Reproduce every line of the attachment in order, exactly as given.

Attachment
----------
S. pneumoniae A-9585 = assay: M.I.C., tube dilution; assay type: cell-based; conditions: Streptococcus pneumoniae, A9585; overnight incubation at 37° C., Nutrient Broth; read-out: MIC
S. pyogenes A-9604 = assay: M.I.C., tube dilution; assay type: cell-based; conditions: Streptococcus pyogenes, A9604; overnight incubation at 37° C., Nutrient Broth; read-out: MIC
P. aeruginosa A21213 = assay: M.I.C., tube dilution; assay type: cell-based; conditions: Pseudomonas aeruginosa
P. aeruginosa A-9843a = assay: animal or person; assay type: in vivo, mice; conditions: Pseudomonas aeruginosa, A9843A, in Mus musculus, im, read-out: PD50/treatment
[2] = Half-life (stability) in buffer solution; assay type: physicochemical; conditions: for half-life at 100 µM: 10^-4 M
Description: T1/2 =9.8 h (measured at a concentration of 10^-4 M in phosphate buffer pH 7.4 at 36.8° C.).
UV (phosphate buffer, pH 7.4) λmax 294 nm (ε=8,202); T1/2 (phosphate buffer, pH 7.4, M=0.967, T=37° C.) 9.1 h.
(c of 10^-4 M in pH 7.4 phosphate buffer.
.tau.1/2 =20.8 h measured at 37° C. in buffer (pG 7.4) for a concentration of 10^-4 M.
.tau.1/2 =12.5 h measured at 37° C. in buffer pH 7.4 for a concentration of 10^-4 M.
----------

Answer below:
S. pneumoniae A-9585 = assay: M.I.C., tube dilution; assay type: cell-based; conditions: Streptococcus pneumoniae, A9585; overnight incubation at 37° C., Nutrient Broth; read-out: MIC
S. pyogenes A-9604 = assay: M.I.C., tube dilution; assay type: cell-based; conditions: Streptococcus pyogenes, A9604; overnight incubation at 37° C., Nutrient Broth; read-out: MIC
P. aeruginosa A21213 = assay: M.I.C., tube dilution; assay type: cell-based; conditions: Pseudomonas aeruginosa
P. aeruginosa A-9843a = assay: animal or person; assay type: in vivo, mice; conditions: Pseudomonas aeruginosa, A9843A, in Mus musculus, im, read-out: PD50/treatment
[2] = Half-life (stability) in buffer solution; assay type: physicochemical; conditions: for half-life at 100 µM: 10^-4 M
Description: T1/2 =9.8 h (measured at a concentration of 10^-4 M in phosphate buffer pH 7.4 at 36.8° C.).
UV (phosphate buffer, pH 7.4) λmax 294 nm (ε=8,202); T1/2 (phosphate buffer, pH 7.4, M=0.967, T=37° C.) 9.1 h.
(c of 10^-4 M in pH 7.4 phosphate buffer.
.tau.1/2 =20.8 h measured at 37° C. in buffer (pG 7.4) for a concentration of 10^-4 M.
.tau.1/2 =12.5 h measured at 37° C. in buffer pH 7.4 for a concentration of 10^-4 M.